Les High has finished Table Stakes twice now. As publisher of the family-owned Whiteville News Reporter, High was part of the first year of Table Stakes at UNC. The News Reporter’s North Star, famously, was “don’t go out of business.” It didn’t. High stabilized the newspaper, headquartered in rural southeastern North Carolina, and in 2021 sold it to his editor. He started a new venture, the nonprofit Border Belt Independent that aims to fill local news gaps in four high-poverty counties. The BBI North Star, for Table Stakes Cohort 5, was “Be known and be a force for good.”
In his post-program assessment, he reflected on the concept of DVP, which helps participants understand that organizational change requires dissatisfaction, shared vision and clear process.
“I told Charlie (Baum) that I remember DVP as much as anything from Cohort 1,” he wrote. “There’s an initial negative reaction to the word ‘dissatisfaction,’ but ultimately, problems get solved because people aren’t happy with the way things are. Understanding that is the first rung in taking on and conquering a challenge. The other tools get you across the finish line.”
The team at the Montgomery Advertiser learned important insights about rural Alabama.
Despite the challenging year the teams in the program saw important performance outcomes, as captured in an end-of-program survey/assessment:
- Border Belt Independent creeped ever closer towards its North Star with a 465 percent increase in Facebook engagement and a steadily growing email list with a 30 percent open rate. “We tripled our audience, and I think we can do it again,” High wrote in his post-program assessment.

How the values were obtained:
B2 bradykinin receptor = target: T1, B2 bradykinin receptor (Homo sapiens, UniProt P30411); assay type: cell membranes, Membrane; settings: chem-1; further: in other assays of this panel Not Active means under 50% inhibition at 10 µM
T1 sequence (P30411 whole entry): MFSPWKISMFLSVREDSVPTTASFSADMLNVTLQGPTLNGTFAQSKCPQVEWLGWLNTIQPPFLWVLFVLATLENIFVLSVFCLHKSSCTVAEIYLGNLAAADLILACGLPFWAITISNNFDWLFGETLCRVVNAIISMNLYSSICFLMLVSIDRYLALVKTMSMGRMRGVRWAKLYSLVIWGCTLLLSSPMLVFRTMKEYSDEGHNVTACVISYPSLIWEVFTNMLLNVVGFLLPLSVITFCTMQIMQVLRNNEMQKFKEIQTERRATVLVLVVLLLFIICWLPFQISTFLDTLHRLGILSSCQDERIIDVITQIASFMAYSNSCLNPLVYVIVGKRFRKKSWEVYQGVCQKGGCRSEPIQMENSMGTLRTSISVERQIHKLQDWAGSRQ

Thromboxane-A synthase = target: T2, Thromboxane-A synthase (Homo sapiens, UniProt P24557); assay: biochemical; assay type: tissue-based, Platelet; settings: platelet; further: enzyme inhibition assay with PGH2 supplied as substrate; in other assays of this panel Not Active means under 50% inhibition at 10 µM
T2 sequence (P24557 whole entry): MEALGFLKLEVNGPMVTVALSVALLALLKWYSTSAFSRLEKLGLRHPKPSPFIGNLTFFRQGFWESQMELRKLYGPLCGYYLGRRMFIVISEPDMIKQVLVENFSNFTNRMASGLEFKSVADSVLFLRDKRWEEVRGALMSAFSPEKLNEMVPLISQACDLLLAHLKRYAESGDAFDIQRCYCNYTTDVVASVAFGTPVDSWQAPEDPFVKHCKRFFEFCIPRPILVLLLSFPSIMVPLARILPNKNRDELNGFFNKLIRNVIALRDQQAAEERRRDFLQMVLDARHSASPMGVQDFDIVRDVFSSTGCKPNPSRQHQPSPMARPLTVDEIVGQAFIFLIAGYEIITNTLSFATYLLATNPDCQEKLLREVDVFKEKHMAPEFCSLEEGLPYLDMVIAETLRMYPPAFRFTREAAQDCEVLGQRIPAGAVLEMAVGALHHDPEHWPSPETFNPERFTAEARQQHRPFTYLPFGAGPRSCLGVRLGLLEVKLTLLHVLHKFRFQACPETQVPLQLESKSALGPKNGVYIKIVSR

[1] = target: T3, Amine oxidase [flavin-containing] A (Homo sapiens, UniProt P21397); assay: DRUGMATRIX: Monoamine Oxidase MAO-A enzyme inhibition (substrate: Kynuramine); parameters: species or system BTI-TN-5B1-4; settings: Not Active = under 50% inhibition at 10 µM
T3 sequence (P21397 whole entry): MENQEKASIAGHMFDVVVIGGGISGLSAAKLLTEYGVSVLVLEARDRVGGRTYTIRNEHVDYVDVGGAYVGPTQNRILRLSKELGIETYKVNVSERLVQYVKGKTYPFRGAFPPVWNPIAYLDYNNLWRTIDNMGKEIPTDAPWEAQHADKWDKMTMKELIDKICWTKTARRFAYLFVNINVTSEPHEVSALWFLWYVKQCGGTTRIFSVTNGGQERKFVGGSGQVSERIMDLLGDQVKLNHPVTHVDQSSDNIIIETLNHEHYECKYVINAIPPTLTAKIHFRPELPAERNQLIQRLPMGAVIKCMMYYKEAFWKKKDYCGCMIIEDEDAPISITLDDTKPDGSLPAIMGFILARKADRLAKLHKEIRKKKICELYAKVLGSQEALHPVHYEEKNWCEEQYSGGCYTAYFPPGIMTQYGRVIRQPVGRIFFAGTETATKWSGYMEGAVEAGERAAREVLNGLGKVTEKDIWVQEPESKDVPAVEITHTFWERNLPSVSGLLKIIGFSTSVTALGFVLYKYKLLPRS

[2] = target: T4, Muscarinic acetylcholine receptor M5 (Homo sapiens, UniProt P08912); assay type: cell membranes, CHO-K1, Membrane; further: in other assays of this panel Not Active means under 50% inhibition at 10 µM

- The Fayetteville Observer had a North Star that could fit many legacy newsrooms: “We will strive to earn the trust of Black residents, who we’ve neglected in the past, by providing essential news, content and experiences that are worth paying for and useful in their lives.” Through mobile newsrooms, relationship building and targeted content, the newsroom saw significant increases in subscriptions (50 percent) and social media engagement (47 percent) in three minority communities. It also forged a critical partnership with the radio station that serves the Black community, which invited Opinion Editor Myron Pitts on the air to share election coverage.
- The Staunton News-Leader wanted community members, rather than officials, to drive its government coverage and hypothesized it would lead to subscription gains. During the year, the team flipped the citizen:official source ratio on We the People coverage, and saw a 36 percent increase in digital subscriptions coming from its government coverage. Beyond that, the approach also provided leads for the paper’s investigation into city council representation.
- The Montgomery Advertiser gained important insights about how to cover rural, poor areas without strong broadband access when it started covering rural Alabama and the Black Belt in a meaningful way. A typical paywall strategy didn’t work. But when the paywall came down, they learned that rural Alabamans were hungry for news and shared important stories through informal networks, such as emails by local influencers. And they learned rural stories do well across the readership area.
- Substantial Magazine’s Greg Hedgepeth put a number on the money he needed to earn in order to stay in business and started building new revenue opportunities to get there. Near the end of the program, Substantial received a $100,000 grant to get the team to it’s revenue goals.
- Louisville Public Media created a multi-platform distribution system to make sure its 2022 voter guide reached Black Louisvillians, including direct mail of 7,200 copies, outdoor billboards and targeted digital advertising.